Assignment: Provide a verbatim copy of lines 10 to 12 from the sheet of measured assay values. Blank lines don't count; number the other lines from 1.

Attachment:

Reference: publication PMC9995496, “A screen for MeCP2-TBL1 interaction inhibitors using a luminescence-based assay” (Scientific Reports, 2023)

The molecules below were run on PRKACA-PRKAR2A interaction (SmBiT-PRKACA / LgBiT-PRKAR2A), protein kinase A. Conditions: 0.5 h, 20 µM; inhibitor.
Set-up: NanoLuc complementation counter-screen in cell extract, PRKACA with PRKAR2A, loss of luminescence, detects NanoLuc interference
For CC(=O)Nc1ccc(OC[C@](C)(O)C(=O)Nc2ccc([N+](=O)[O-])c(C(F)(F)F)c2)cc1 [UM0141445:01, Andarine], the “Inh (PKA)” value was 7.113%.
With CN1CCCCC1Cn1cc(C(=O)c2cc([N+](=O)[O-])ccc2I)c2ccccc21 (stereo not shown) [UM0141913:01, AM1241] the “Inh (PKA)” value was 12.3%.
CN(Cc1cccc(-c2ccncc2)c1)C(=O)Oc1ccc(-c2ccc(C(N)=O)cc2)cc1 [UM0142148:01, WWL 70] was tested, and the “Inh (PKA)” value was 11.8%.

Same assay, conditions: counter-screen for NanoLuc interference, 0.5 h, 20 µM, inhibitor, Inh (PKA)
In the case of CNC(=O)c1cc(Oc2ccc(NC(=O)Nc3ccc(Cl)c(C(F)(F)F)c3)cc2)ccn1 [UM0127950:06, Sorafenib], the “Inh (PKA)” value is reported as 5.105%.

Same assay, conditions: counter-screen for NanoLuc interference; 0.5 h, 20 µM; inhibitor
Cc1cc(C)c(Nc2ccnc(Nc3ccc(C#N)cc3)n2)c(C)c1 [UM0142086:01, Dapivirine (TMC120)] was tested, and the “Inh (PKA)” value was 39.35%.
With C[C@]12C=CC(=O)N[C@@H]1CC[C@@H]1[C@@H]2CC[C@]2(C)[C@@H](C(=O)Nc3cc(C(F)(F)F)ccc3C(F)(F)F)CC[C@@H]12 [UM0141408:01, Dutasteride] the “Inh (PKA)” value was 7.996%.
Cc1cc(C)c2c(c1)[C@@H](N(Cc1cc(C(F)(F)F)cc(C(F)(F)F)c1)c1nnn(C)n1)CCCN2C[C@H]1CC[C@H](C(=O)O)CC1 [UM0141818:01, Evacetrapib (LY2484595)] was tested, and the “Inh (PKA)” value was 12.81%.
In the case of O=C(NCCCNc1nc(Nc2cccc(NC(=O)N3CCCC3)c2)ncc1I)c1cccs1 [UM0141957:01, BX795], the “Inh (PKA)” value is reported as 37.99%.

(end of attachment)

Cc1cc(C)c(Nc2ccnc(Nc3ccc(C#N)cc3)n2)c(C)c1 [UM0142086:01, Dapivirine (TMC120)] was tested, and the “Inh (PKA)” value was 39.35%.
With C[C@]12C=CC(=O)N[C@@H]1CC[C@@H]1[C@@H]2CC[C@]2(C)[C@@H](C(=O)Nc3cc(C(F)(F)F)ccc3C(F)(F)F)CC[C@@H]12 [UM0141408:01, Dutasteride] the “Inh (PKA)” value was 7.996%.
Cc1cc(C)c2c(c1)[C@@H](N(Cc1cc(C(F)(F)F)cc(C(F)(F)F)c1)c1nnn(C)n1)CCCN2C[C@H]1CC[C@H](C(=O)O)CC1 [UM0141818:01, Evacetrapib (LY2484595)] was tested, and the “Inh (PKA)” value was 12.81%.